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Equatorial Guinea Slams Spain Over Probe

FILE - In this May 25, 2019 photo, Equatorial Guinea Vice-President Teodoro Nguema Obiang Mangue arrives in Pretoria, South Africa.

Equatorial Guinea's vice president, Teodoro Nguema Obiang Mangue, has accused Spain of interference after Madrid opened a probe into top officials for the alleged kidnapping and torture of two Spanish nationals.

A Spanish court is investigating three people close to Equatorial Guinea's President Teodoro Obiang Nguema Mbasogo over the treatment of the two Spaniards, a judicial source told AFP Tuesday.

Under the lamp are one of Obiang's sons, Carmelo Ovono Obiang, his security director Isaac Nguema Endo and Security Minister Nicolas Obama Nchama, the judicial source said.

According to police reports seen by El Pais, the three "repeatedly participated in torture sessions" to extract confessions from the four -- members of exiled opposition group, the Movement for the Liberation of Equatorial Guinea Third Republic.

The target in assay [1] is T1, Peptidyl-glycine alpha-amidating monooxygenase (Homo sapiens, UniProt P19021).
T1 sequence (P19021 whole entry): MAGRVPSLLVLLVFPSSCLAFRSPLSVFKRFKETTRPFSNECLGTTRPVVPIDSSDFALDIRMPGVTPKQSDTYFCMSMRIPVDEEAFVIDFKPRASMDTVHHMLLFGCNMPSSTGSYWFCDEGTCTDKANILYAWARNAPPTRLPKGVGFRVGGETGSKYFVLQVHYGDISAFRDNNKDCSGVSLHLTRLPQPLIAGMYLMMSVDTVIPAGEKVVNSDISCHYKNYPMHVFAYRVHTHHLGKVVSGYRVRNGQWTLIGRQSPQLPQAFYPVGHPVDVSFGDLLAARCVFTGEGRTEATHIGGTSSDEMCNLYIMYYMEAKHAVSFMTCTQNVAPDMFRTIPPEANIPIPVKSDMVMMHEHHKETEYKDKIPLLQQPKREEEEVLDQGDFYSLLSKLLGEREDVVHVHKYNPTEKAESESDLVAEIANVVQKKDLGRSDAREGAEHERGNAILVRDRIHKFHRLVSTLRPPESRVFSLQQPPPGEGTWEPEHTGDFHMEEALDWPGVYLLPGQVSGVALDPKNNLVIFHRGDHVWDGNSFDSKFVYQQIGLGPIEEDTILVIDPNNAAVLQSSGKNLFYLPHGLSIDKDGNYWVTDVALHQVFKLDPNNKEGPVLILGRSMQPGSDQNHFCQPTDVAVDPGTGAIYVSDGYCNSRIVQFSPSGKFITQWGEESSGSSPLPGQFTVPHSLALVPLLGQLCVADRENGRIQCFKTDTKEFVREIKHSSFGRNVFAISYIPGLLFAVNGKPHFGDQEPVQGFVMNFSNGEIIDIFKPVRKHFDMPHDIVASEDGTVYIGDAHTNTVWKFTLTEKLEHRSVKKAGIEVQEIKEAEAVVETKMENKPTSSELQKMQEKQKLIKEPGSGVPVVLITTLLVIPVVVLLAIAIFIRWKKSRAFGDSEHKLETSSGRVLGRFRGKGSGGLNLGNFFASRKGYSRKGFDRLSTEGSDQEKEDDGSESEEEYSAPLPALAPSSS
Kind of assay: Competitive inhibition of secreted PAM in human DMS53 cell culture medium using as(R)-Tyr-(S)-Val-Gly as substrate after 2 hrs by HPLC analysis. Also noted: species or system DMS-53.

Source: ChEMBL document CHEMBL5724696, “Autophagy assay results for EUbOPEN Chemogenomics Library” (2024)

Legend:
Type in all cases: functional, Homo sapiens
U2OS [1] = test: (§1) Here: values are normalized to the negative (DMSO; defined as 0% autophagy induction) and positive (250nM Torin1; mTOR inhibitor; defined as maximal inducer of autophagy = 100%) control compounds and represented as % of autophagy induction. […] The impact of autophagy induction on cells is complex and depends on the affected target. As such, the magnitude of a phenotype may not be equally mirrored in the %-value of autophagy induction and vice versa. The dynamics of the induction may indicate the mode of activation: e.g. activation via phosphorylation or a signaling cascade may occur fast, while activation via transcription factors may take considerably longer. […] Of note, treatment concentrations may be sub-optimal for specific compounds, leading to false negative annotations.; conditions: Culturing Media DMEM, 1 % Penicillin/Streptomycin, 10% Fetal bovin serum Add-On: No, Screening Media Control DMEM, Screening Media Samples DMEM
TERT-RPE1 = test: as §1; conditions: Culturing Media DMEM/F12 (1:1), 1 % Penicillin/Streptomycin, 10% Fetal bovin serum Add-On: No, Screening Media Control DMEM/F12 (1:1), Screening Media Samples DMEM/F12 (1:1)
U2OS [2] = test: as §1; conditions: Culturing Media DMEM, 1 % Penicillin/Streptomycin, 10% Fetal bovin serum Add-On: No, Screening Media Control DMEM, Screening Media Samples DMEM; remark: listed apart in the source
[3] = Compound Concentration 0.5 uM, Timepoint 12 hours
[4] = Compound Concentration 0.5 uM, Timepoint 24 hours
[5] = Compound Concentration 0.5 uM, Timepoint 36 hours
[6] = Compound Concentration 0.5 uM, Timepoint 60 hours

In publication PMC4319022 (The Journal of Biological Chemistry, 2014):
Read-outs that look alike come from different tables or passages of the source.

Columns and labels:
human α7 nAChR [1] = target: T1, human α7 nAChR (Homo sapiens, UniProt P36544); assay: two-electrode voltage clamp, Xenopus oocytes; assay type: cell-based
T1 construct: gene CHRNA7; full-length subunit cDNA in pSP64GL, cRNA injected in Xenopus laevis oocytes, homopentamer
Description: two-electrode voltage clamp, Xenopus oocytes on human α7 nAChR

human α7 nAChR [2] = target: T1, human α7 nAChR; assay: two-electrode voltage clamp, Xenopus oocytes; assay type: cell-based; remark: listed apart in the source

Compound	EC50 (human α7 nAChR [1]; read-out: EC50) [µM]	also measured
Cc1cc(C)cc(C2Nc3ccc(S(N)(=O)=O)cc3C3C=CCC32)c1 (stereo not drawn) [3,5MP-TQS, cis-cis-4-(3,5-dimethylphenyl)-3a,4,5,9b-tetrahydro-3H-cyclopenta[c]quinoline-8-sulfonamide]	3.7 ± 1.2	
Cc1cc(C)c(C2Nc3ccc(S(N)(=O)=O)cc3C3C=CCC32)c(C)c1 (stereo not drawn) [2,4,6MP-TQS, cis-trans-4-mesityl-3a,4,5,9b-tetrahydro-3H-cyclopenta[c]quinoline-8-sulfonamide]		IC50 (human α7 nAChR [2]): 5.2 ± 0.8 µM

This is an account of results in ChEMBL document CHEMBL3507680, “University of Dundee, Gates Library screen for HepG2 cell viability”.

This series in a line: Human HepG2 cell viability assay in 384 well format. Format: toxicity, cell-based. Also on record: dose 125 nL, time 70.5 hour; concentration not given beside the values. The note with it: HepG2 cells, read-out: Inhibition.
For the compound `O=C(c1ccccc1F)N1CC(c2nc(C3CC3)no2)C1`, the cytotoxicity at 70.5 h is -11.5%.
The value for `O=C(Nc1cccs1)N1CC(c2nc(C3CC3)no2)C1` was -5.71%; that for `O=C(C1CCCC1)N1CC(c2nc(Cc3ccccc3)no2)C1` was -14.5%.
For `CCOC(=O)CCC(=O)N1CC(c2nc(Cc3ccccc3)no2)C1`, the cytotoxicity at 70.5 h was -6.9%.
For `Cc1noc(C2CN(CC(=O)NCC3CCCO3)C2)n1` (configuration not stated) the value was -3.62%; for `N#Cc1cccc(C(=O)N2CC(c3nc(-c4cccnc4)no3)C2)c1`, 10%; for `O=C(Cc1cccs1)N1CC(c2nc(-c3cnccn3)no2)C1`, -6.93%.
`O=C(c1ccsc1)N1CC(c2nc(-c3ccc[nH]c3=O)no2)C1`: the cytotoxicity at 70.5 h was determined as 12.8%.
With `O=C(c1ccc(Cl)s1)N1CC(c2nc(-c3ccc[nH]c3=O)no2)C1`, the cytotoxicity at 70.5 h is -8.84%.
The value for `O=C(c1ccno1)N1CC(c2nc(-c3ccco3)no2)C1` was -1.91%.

The four were hung by their feet, causing their "blood vessels to explode", received electrical shocks and had boiling water thrown on their naked bodies, El Pais reported.

On the basis of these confessions, they received jail terms of between 60 and 90 years for allegedly taking part in an attempted coup against Obiang.

Aged 80, Obiang has ruled the oil-rich Equatorial Guinea with an iron fist since taking power in a coup in 1979, 11 years after independence from Spain.

Rights groups have often accused his government of arbitrary detentions and torture.

Vice President Teodoro Obiang Mangue - the son of Obiang, who is the world's longest-serving president, wrote on Twitter late Tuesday that former colonial power Spain was seeking to "tarnish" his country's reputation.